Duke of Edinburgh Bronze Award Success for Year 10

Duke of Edinburgh Bronze Award Success for Year 10

This year eighteen of our Year 10 students have taken part in the Duke of Edinburgh Award Programme and challenged themselves, pushing the boundaries of sport, skill, voluntary work, countryside expeditions with camping and map navigation over a number of days to achieve the required standard to pass their Bronze Duke of Edinburgh Award. Next year, they will all take on further challenges towards the Silver Award.

Well done and congratulations to everyone involved!

Mr J Cudworth. (Duke of Edinburgh Coordinator)


Want to get involved with our Duke Of Edinburgh programme? Check out our Duke Of Edinburgh page or speak to Mr Cudworth for more information.

James Frith MP Addresses Our Finest

James Frith MP Addresses Our Finest

Tottington High School was honoured when local MP, James Frith spoke at our annual awards evening, A Celebration of Excellence, which celebrates the fantastic achievements of our very best students. Mr Frith’s inspirational speech was very well received by all whom attended, so much so that we decided that it should be shared with a wider audience. So here it is in full…

It’s great to be here this afternoon. Today marks the award stage of the hard work that’s got you here. I know that success like this doesn’t happen overnight. So congratulations to you all.

I am especially proud to stand here as your fairly new Member of Parliament and address you, the future of Bury. Mums, Dads, Carers, family and friends. You will all be so proud this evening. Congratulations!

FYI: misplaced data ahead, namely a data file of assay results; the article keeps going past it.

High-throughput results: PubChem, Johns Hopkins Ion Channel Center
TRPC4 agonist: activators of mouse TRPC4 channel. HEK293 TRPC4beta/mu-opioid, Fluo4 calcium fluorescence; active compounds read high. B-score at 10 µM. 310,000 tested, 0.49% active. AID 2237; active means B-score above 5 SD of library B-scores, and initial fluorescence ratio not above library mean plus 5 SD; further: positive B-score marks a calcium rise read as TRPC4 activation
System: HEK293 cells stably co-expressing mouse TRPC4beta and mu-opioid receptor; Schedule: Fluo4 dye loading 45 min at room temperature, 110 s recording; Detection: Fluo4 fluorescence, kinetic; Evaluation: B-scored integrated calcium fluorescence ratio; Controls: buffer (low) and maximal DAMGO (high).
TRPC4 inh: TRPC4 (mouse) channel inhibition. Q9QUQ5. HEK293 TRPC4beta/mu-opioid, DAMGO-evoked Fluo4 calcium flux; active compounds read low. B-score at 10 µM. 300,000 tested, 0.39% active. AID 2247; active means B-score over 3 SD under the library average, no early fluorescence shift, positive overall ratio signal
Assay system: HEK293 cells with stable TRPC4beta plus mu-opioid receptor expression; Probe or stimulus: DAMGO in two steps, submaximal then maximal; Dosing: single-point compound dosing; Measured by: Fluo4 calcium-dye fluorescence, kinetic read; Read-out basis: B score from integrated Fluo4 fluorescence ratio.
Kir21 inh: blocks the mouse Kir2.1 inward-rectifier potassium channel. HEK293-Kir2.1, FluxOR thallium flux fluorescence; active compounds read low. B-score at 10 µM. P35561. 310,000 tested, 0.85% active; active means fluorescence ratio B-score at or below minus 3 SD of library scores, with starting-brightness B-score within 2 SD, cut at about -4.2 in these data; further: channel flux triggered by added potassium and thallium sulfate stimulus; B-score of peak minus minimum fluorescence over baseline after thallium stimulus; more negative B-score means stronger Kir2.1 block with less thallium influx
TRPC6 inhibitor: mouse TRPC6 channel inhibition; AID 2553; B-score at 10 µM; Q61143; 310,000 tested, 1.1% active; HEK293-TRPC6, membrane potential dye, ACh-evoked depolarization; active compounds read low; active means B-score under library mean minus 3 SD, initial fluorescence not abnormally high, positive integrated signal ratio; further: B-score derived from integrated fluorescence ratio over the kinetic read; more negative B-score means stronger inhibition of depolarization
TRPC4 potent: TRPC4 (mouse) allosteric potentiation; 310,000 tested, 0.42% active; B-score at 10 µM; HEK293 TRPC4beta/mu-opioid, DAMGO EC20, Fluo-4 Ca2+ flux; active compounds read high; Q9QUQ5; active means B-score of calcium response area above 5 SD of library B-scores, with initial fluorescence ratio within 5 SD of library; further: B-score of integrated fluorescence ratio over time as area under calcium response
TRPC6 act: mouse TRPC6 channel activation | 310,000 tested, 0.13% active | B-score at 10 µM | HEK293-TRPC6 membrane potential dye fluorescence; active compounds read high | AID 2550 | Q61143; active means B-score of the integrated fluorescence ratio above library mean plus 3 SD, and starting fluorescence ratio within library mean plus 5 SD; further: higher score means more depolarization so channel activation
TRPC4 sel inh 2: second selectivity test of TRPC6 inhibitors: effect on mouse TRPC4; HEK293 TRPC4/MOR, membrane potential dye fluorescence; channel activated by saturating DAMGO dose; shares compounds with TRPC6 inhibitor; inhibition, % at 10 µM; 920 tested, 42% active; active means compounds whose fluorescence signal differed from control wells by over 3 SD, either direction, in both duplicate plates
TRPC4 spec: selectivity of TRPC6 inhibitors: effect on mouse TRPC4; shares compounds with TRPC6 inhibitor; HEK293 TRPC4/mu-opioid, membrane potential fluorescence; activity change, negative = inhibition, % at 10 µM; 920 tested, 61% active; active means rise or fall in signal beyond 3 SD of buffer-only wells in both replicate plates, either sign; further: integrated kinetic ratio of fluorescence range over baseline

Let me start by saying that in me, you have a champion for your school. And in Parliament on Thursday I asked the Minister for schools to reconsider the case to re-build or repair your school. But I know it’s not just about buildings. And your performance and awards this evening haven’t needed new buildings to see you succeed.

My job here as I see it, isn’t just to dish out the prizes but to help draw your eyes to the horizon.

So whether you are near to leaver status or coming to the end of your first year here. Ask yourself. What do you stand for? 

And I want to talk to you about two things. Leadership and opportunity. 

What do you stand for? 

It’s about the contribution you make and the opportunities you take.
It will determine what others see in you or believe about you.
It will be the reason you succeed or a reason why you need to do a little bit more about getting the right answer to the question.

Progress is not automatic. Just as the progress you’ve made at this school, it comes with hard work and determination. Progress is not a right. It is a reward.

The point is this.
The answer to what do you stand for? is not about your shape or size or even the sound of your voice.
It’s about the space you leave in a room when you walk out of it?
If you are not there, what isn’t happening?
If you leave, what doesn’t get done?

And as you journey through this school and for leavers, on to the next stage of education and life, we are in a more and more competitive world. One that is rich with opportunity and anxiety. Of threats and promises. And you are the future of this world. This country. Our town. This school. And standing for something helps you stand out. A world that has great riches and rewards as well as huge uncertainty.

All too often be prepared for unfairness too.
Don’t sit still.
Be busy.
Be the fizz.
And imagine being the best you can be and go for it.
Be active.
Plug in and contribute. 

Decide what you are standing for and live it out. Live it through your relationships, your career, your faith if you have one and your respect and love for others. 

Take opportunities.
Be an active yes person.
Have others think of you as someone to involve, to trust, to go to.
You are all leaders. You lead your own life already. So be a better leader.
Behave like one.
Leadership is a state of mind and an approach to life.